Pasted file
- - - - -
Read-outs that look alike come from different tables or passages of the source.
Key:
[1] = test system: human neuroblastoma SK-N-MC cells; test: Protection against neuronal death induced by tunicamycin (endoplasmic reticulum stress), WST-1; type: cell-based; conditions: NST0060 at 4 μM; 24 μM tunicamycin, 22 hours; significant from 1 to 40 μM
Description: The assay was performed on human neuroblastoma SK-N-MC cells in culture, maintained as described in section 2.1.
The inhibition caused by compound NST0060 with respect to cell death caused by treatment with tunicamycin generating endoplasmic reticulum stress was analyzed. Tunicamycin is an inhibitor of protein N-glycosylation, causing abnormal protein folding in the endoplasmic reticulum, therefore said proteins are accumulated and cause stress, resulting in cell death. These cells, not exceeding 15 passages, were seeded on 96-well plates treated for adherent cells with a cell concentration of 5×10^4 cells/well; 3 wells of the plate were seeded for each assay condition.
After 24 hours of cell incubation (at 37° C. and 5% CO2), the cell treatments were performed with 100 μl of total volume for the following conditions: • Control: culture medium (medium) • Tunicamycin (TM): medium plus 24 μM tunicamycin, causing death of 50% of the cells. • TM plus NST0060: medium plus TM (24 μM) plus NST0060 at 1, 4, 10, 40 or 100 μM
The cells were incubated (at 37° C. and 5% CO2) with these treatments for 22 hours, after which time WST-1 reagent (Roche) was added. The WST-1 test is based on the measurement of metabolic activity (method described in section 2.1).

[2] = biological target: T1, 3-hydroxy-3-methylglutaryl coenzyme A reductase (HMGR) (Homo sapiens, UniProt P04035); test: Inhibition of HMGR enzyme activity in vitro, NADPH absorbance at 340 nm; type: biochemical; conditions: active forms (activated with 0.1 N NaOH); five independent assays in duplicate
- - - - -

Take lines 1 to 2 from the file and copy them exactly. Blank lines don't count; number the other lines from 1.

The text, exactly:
Read-outs that look alike come from different tables or passages of the source.
Key: